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friends. Miss Sharp had demurely entered the carriage some minutes before. Nobody cried for leaving her.

Sambo of the bandy-legs slammed the carriage-door on his young weeping mistress. He sprang up behind the carriage. “Stop!” cried Miss Jemima, rushing to the gate with a parcel.

“It's some sandwiches, my dear,” said she to Amelia. “ You may be hungry, you know; and Becky, Becky Sharp, here's a book for you that my sister—that is, I

— Johnson's Dixonary, you know; you mustn't leave us without that. Good-by. Drive on, coachman. God bless you!”

And the kind creature retreated into the garden, overcome with emotion.

But, lo! and just as the coach drove off, Miss Sharp put her pale face out of the window, and actually flung the book back into the garden.

This almost caused Jemima to faint with terror. Well, I never,”—said she

what an audacious Emotion prevented her from completing either sentence. The carriage rolled away; the great gates were closed; the bell rang for the dancing lesson. The world is before the two young ladies; and so, farewell to Chiswick Mall.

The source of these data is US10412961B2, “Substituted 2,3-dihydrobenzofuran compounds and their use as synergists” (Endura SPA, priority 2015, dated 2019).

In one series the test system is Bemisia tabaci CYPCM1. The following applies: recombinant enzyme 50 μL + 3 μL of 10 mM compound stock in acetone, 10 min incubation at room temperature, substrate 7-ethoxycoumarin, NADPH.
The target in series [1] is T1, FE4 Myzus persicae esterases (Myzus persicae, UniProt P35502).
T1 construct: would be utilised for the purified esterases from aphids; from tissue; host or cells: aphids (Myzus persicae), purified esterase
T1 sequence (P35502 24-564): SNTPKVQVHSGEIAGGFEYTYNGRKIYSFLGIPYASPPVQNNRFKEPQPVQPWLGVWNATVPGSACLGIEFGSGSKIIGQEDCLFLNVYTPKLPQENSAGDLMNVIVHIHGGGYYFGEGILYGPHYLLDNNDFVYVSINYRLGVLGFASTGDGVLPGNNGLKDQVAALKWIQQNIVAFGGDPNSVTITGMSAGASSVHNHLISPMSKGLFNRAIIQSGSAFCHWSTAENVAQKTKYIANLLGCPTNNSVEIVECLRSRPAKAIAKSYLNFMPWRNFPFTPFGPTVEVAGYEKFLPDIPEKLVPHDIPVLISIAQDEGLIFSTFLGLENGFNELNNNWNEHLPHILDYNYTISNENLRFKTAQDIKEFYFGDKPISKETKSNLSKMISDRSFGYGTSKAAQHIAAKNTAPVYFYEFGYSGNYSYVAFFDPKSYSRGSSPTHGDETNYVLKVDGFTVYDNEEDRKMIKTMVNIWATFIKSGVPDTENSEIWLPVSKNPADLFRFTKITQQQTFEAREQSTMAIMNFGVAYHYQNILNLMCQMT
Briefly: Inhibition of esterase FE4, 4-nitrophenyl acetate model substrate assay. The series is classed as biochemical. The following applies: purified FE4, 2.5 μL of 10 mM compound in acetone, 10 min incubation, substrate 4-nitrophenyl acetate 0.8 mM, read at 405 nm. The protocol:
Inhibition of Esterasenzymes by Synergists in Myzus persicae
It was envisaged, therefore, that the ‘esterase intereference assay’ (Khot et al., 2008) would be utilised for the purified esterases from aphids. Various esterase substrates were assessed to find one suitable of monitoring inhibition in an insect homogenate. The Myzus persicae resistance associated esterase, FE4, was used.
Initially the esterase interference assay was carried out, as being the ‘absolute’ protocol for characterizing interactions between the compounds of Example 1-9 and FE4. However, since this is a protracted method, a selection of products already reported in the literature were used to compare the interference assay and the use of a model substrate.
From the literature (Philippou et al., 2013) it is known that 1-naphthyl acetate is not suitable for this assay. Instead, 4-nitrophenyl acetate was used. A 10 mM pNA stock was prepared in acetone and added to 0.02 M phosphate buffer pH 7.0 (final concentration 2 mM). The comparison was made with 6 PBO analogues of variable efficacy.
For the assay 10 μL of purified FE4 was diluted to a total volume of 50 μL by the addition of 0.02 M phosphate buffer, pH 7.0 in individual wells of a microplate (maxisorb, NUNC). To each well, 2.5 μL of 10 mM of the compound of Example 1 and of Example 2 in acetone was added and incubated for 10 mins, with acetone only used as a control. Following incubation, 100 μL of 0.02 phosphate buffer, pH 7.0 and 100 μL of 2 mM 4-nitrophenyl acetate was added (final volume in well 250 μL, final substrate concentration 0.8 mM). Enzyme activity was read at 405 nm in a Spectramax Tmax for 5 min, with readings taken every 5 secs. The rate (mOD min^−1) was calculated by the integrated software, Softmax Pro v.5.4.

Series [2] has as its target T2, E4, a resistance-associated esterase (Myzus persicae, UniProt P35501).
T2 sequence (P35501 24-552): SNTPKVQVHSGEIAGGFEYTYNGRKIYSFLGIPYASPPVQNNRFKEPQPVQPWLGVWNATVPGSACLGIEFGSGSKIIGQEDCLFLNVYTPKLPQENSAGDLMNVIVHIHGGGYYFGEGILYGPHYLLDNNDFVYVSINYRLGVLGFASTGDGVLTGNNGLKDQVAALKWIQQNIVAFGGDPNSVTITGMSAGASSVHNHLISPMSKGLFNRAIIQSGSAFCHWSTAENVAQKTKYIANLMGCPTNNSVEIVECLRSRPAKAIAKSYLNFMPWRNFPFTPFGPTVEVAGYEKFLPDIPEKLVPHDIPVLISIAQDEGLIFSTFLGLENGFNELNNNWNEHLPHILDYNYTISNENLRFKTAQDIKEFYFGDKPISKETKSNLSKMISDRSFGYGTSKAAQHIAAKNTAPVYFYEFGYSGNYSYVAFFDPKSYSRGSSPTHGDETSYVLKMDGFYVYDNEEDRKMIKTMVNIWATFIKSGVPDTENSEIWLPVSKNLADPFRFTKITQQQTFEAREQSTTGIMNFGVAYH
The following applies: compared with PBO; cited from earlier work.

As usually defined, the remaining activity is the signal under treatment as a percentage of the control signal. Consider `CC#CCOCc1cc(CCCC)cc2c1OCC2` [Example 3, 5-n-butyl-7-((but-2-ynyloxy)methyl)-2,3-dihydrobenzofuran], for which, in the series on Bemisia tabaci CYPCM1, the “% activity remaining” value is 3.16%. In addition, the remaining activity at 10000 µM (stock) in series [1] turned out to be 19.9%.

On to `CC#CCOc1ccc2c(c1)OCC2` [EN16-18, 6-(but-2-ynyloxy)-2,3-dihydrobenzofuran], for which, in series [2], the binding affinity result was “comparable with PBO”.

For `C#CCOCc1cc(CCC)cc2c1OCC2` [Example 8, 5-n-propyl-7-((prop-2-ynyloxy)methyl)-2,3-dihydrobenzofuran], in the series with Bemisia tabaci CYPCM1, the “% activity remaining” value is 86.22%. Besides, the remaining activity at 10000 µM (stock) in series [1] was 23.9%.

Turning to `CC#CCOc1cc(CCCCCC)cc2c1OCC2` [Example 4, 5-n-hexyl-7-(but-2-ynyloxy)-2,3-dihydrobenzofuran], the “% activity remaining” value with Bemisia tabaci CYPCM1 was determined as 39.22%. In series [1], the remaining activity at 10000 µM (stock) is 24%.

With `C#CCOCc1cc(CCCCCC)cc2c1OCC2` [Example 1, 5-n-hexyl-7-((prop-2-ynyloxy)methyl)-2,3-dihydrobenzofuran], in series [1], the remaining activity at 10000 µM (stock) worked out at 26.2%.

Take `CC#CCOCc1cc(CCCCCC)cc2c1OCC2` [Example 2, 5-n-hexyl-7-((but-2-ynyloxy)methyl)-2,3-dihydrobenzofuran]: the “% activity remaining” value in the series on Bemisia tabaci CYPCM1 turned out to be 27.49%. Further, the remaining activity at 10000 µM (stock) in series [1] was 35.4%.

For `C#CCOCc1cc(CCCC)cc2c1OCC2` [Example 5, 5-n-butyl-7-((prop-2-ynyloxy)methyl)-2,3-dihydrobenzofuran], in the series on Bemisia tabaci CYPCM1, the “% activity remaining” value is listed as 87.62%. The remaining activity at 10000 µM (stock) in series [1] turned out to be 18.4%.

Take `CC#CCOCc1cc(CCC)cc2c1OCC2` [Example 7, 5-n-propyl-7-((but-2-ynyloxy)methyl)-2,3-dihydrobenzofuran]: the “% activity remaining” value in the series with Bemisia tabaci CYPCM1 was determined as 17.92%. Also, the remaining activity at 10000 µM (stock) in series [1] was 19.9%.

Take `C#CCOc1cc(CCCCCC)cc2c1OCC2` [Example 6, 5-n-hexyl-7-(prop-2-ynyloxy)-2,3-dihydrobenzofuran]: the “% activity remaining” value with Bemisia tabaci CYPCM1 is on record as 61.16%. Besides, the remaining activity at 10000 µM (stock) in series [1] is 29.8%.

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CHAPTER II

IN WHICH MISS SHARP AND MISS SEDLEY PREPARE

TO OPEN THE CAMPAIGN

HEN Miss Sharp had performed the he

roical act mentioned in the last chapter, and had seen the Dixonary, flying over the pavement of the little garden, fall at length at the feet of the astonished Miss

Jemima, the young lady's countenance, which had before worn an almost livid look of hatred, assumed a smile that perhaps was scarcely more agreeable, and she sank back in the carriage in an easy frame of mind, saying—“So much for the Dixonary; and, thank God, I'm out of Chiswick."

Miss Sedley was almost as flurried at the act of defiance as Miss Jemima had been; for, consider, it was but one minute that she had left school, and the impressions of six years are not got over in that space of time. Nay, with some persons those awes and terrors of youth last for ever and ever. I know, for instance, an old gentleman of sixty-eight, who said to me one morning at breakfast, with a very agitated countenance, “I dreamed last night that I was flogged by Dr. Raine.” Fancy had carried him back five and fifty years in the course of that evening. Dr. Raine and his rod were just as awful to him in his heart, then, at sixty-eight, as they had been at thirteen. If the Doctor, with a large birch, had appeared bodily to him, even at the age of